Skip to main content

The evolution of the TV family

By Lisa Respers France, CNN
ABC's critically acclaimed, Emmy-winning "Modern Family" represents the new definition of family on TV.
ABC's critically acclaimed, Emmy-winning "Modern Family" represents the new definition of family on TV.
  • "Modern Family" and "Keeping Up With the Kardashians" show the evolution of TV families
  • Today's TV families are different from those of "Leave It To Beaver" era
  • Critic says television "has had to move toward more interesting characters"

(CNN) -- Through the years, the structure and definition of "family" has changed in many households -- including the ones on television.

"We have moved from what's most ideal to what's most entertaining," said James Hibberd, TV editor for The Hollywood Reporter. "During the golden age of television, the focus was on these families that everyone would like to have that were also amusing and entertaining. With the advent of reality television, we introduced the dysfunctional family in the 1990s."

And audiences seem to love it. Years before the runaway success of "Jersey Shore," "The Osbournes" was one of MTV's biggest hit shows, with millions of fans clamoring every week to view the shenanigans of rocker Ozzy Osbourne, wife Sharon and their children.

The beloved series "Leave It to Beaver," which was recently released in its entirety on DVD, stands in sharp contrast to some of the images of family on the small screen today.

Long gone are the days of series such as "The Donna Reed Show" or "Father Knows Best" with the picture-perfect home life. Today's television families are more apt to be discussing interracial dating or single motherhood à la "Keeping Up With the Kardashians" or the challenges of a gay couple parenting like on "Modern Family."

Fancast managing editor Todd Gold said those two shows also feature "blended families in a way that 'The Brady Bunch' could have never imagined."

"There's a family for just about everyone on TV today," Gold said. "That's pretty remarkable and says something about TV and the way it explores social trends and our society."

The evolution of the American family on television has been steady. The Cleavers on "Leave It to Beaver" gave way to the blended family on "The Brady Bunch" and the single-parent home on "One Day at a Time." Some of the names are as deeply engrained in the minds of viewers as their own families -- such as the Partridges, the Bunkers, the Huxtables and the Waltons.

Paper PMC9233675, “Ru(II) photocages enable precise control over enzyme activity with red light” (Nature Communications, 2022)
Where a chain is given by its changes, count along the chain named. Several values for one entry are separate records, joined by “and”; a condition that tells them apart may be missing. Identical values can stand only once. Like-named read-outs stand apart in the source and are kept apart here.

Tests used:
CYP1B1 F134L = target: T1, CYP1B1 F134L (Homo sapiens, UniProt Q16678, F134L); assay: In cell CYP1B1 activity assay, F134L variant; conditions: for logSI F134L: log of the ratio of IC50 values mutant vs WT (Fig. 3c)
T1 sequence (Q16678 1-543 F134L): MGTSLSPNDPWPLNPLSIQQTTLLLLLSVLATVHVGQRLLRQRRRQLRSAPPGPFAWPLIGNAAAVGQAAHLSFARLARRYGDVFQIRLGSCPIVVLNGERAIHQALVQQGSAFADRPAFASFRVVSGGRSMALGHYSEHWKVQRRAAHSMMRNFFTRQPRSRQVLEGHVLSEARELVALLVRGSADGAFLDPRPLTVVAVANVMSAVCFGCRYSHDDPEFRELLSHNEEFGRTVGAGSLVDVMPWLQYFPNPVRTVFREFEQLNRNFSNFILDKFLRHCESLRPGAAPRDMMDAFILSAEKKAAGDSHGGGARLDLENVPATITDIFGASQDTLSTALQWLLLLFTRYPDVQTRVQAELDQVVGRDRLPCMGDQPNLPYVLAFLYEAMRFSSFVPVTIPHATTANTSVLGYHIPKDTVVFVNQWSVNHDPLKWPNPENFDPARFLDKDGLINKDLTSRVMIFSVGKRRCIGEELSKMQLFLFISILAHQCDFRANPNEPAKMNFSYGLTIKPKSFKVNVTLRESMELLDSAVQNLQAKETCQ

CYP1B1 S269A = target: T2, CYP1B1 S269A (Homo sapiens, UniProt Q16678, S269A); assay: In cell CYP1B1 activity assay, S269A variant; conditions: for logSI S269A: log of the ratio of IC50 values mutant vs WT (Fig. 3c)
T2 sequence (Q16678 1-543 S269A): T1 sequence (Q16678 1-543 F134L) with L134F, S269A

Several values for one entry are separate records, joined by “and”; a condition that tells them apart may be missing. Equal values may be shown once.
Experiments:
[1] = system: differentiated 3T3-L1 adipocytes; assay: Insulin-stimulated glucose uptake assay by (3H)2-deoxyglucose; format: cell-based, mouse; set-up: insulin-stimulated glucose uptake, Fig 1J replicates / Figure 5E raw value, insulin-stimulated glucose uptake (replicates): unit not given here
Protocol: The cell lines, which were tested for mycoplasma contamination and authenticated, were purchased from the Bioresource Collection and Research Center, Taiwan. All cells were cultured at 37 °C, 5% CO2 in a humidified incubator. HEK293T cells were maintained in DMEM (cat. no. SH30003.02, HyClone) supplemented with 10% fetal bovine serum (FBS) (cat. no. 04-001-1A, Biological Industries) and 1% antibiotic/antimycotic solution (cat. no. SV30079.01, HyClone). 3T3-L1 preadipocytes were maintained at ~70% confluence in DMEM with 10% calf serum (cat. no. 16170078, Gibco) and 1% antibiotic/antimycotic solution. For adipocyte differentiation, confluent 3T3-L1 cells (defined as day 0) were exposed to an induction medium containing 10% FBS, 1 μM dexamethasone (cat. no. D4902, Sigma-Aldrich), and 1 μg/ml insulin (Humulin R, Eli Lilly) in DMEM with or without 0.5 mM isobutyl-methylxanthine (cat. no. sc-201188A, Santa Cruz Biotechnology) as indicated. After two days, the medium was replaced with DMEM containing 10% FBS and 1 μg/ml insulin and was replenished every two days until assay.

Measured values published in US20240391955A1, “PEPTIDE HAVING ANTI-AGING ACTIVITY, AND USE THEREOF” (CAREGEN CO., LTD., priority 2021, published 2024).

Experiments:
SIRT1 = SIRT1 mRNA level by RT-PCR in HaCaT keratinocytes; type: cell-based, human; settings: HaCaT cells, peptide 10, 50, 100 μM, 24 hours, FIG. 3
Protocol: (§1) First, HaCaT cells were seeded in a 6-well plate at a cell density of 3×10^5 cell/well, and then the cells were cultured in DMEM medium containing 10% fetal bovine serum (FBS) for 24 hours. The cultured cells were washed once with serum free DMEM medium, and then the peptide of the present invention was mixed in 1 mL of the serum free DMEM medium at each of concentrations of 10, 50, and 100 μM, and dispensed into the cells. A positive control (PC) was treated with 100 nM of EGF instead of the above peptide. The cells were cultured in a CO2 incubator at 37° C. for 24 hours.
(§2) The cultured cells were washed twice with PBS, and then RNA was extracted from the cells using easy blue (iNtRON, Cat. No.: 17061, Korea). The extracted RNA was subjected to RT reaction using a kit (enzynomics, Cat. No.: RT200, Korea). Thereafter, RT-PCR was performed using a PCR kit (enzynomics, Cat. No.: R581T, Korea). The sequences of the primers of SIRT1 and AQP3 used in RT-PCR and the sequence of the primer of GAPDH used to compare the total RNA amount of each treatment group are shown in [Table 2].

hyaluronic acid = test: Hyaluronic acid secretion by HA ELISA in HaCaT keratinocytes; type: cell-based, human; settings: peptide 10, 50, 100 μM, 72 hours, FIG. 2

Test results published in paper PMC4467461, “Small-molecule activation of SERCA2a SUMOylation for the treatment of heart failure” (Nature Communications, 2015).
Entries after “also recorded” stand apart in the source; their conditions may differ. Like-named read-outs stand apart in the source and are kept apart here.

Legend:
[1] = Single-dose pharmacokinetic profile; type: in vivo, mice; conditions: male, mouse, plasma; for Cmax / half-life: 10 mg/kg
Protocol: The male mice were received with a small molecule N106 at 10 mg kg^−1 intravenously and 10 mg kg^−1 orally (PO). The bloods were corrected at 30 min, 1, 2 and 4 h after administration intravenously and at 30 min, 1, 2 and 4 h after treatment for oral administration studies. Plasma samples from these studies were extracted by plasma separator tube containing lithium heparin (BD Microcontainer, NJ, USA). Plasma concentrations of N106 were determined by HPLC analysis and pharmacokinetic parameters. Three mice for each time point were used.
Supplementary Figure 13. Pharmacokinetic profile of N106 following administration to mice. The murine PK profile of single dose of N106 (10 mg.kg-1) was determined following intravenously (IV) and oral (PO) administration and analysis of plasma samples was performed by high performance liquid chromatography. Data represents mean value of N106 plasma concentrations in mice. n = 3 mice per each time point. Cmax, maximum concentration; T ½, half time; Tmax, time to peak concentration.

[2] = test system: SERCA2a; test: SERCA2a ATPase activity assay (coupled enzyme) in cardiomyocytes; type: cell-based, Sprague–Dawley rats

But current television families are deeply rooted not just in the portrayal of fictional families but also in the world of reality TV. That term didn't even exist in 1973 when PBS aired the documentary "An American Family."

Audiences watched with rapt attention the everyday lives of the Loud family featured in that documentary. Cameras were present when son Lance Loud revealed he was gay and the parents, William and Pat, split up.

Many believe that "An American Family" sowed the seeds that made it only natural years later for scores to tune in to the breakup of Jon and Kate Gosselin on their now-defunct hit show, "Jon & Kate Plus Eight."

"I think families are less idealized than ever," Gold said. "Reality TV, which is still heavily produced, does allow for a more accurate portrayal and more extremes."

And Gold points out that even if the majority of Americans may not support same-sex marriage, they are still able to find enjoyment in characters such as gay couple Cameron Tucker and Mitchell Pritchett on ABC's "Modern Family."

Maureen "Mo" Ryan, television critic for AOL, said that unlike the "Beaver" days when there wasn't much variation between the characters of Theodore "Beaver" Cleaver and his brother Wally other than their ages, audiences now demand richer characters with more specificity.

"Television in general has had to move toward more interesting characters because people are seeing characters on reality TV that they wouldn't ever see on a typical sitcom," Ryan said.

Yet as much as viewers crave individuality, Ryan said they are still drawn to the universal commonality found in television families.

"The families on the shows aren't as idealistic, but they remain relatable," Ryan said. "The most successful shows, comedies especially, have families that you can look at and see parts of your family in them."

Walter Podrazik, consulting curator of the Museum of Broadcast Communications in Chicago, Illinois, said television has always been about the business of identification and entertainment.

"[Family] is a shortcut to instant identification," he said. "It's 'Oh yeah, I've got one of those,' or 'I came from a family like that.' Then it's just a matter of how much fun you want to have with it or how dramatic you want to make it. It's interesting that so many of the plots, whether it's now or going back 50 years are about the family coming together."

ABC's "Modern Family" has been enjoying not only buzz from fans for its comedic take on home life but also critical success. The show revolves around a patriarch who is married to a younger woman and raising her son, the patriarch's daughter who is married with three children and the patriarch's son who is one half of a gay couple raising an adopted daughter.

The show occupies what The New York Times has called "a sweet spot in television" and this week scored Emmys for best comedy and best writing as well as for outstanding supporting actor in a comedy for Eric Stonestreet, who portrays Cameron Tucker.

The Hollywood Reporter's Hibberd said the ABC series enjoys the distinction of being both old and new.

" 'Modern Family' is a bit of a throwback because it's both gently flawed and idealized," he said. "The characters on there aren't perfect, but at the same time they are all people that the average viewer would love to have in their own family."